The Keyrock Kollection – Volume 2

Saved quotes from my 2013 black Kindle named Keyrock, Part 2 – read Part 1 here.

1/4/18 – The Storied Life of A.J. Fikroy by Gabrielle Zevin

People tell boring lies about politics, God, and love. You know everything you need to know about a person from the answer to the question, What is your favorite book?

2/9/18 – The Princess Bride: S. Morgenstern’s Classic Tale of True Love and High Adventure by William Goldman

The wrong people die, some of them, and the reason is this: life is not fair. Forget all the garbage your parents put out.

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He didn’t really blame them; he looked like the kind of person you did that to, mocked. His clothes were torn and his throat was gone and his eyes were wild and he probably would have yelled too if he’d been their age.

12/6/18 – The Good Widow by Liz Fenton and Lisa Steinke

It was one of my biggest fears… that instead of just being a widow the rest of my life, I’d be a victim. People say that’s a choice, and they’re right. But the thing is, when it’s your shit hitting the fan, it’s ridiculously easy to lean into the sadness.

Keyrock is dead; long live Keyrock. On January 19, 2020, after almost seven (7!!) years of near-daily use, Keyrock (second of His Name) went into sleep mode for the very last time. Future Keyrock Kollections will be coming at you from Keyrock III, my 2020 graphite Kindle Oasis. 

PourOneOut

Pure human fuckery

Struggling to make sense of the world today, I decided to indulge in a bit of light escapism by finally picking up my old copy of The Stand by Stephen King. Nothing like 1,137 pages of 7 point font detailing the horrors of a highly contagious flu to help relax before bed. Not so much, right? But at the risk of sounding dramatic, at this point in time it feels faintly inappropriate to be reading anything else. So, overall this read is going about as well as when I cracked open The Handmaid’s Tale a year and a half after Trump got elected.

The Stand was originally written in 1978; the complete & uncut version hit in 1989. My copy is from 1991. We exist today in 2020. Six pages in I have already spotted one of (what is sure to be) many, many examples of how some things never change:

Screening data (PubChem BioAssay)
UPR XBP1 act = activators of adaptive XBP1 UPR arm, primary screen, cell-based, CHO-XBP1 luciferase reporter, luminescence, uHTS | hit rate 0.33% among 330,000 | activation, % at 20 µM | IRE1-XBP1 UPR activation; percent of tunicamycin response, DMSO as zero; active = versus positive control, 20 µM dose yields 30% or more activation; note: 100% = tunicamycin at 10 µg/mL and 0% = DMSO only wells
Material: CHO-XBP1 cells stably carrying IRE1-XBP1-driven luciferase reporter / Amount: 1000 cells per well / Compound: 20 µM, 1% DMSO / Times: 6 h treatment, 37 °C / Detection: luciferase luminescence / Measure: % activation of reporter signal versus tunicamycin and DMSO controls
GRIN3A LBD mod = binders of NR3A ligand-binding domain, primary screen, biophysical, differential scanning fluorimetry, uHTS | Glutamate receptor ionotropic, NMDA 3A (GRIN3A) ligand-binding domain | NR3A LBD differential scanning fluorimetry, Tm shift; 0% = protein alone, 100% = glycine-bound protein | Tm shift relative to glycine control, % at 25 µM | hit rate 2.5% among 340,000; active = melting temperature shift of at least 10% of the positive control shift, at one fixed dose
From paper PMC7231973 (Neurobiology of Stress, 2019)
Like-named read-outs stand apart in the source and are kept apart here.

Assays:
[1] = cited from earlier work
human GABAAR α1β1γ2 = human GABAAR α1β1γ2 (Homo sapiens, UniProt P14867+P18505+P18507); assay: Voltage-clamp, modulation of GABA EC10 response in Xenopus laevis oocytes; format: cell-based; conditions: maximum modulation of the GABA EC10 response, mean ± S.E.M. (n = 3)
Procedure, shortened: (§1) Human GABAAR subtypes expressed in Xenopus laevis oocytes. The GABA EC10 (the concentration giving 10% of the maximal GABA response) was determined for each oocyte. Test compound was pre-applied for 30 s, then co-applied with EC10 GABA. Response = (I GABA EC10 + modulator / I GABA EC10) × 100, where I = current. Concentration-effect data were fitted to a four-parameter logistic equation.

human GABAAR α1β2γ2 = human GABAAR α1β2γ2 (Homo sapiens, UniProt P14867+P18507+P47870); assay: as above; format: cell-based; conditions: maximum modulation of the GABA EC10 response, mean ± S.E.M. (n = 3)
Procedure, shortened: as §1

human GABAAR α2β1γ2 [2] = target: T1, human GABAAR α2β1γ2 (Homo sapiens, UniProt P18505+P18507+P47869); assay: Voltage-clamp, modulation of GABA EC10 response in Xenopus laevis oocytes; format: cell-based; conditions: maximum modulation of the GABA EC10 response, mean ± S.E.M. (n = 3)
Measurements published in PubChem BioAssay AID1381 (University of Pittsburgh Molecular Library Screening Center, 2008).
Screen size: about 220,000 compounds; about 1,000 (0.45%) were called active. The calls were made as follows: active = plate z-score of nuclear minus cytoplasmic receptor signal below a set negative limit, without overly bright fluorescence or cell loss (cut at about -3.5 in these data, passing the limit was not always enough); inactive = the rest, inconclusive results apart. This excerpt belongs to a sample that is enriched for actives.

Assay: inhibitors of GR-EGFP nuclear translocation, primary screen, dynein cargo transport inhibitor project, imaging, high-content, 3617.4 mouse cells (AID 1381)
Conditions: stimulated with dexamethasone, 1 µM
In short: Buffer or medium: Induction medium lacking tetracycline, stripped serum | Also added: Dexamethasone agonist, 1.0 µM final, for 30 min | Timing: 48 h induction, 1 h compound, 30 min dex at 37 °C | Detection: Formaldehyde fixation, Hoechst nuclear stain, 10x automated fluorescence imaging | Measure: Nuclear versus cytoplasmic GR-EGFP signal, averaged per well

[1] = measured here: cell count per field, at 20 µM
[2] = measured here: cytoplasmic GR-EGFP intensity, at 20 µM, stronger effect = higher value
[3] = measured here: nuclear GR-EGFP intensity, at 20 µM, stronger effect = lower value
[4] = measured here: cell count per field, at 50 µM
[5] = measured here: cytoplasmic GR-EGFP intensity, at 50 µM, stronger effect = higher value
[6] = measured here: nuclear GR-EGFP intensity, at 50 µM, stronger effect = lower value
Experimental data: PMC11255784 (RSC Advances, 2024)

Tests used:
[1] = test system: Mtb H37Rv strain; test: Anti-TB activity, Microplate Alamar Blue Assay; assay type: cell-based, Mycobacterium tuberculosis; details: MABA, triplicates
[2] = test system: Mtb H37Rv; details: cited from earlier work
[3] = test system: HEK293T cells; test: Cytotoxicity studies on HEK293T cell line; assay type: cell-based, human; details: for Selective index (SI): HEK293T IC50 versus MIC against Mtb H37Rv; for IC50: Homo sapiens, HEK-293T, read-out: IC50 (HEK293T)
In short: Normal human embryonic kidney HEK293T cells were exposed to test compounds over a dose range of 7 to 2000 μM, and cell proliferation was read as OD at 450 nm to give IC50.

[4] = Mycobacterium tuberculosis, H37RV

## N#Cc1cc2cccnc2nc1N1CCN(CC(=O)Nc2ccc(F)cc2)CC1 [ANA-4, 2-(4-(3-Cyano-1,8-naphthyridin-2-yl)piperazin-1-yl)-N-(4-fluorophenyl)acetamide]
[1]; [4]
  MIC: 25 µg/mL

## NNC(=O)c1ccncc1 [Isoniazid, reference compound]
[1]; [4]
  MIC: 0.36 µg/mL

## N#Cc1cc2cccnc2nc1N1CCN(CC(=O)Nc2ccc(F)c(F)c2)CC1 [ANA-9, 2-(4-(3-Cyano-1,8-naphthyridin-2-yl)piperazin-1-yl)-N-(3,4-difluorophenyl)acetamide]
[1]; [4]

‘That ain’t necessarily how it would be,’ Hap said weightily, from the depths of his ninth grade education. He went on to explain why.

Altogether it has been deeply jarring but cathartic in a weirdly emotional way, hitting some dark space inside me and giving me back some sense of peace. It works – better than obsessively reading news articles and watching my fellow citizens demean themselves on Facebook, at least. In These Troubled Times, I will take it.

Such possibilities still exist

“When I was a boy, and when Dwayne Hoover was a boy, all the people of all the nations which had fought in the First World War were silent during the eleventh minute of the eleventh hour of Armistice Day, which was the eleventh day of the eleventh month.It was during that minute in nineteen hundred and eighteen, that millions upon millions of human beings stopped butchering one another. I have talked to old men who were on battlefields during that minute. They have told me in one way or another that the sudden silence was the Voice of God. So we still have among us some men who can remember when God spoke clearly to mankind.”

Kurt Vonnegut, Breakfast of Champions 

Vonnegut was a WWII vet and was present at the bombing of Dresden.

The Keyrock Kollection – Volume 1

Saved quotes from my 2013 black Kindle named Keyrock, Part 1

2/7/15 – Cry Father by Benjamin Whitmer

They put people in prison for taking drugs. They lock kids away for stealing money from gas stations, for joyriding in cars. But men who abandon their children, they float through life, as light as air.

2/7/15 – The Book Thief by Markus Zusak

They were glued down, every last one of them. A packet of souls. Was it fate? Misfortune? Is that what glued them down like that? Of course not. Let’s not be stupid. It probably had more to do with the hurled bombs, thrown down by humans hiding in the clouds.

10/18/13 – Canada by Richard Ford

The prelude to very bad things can be ridiculous […] but can also be casual and unremarkable. Which is worth recognizing, since it indicates where many bad events originate: from just an inch away from the everyday.

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There are people like that in the world – people with something wrong with them that can be disguised but won’t be denied, and which dominates them.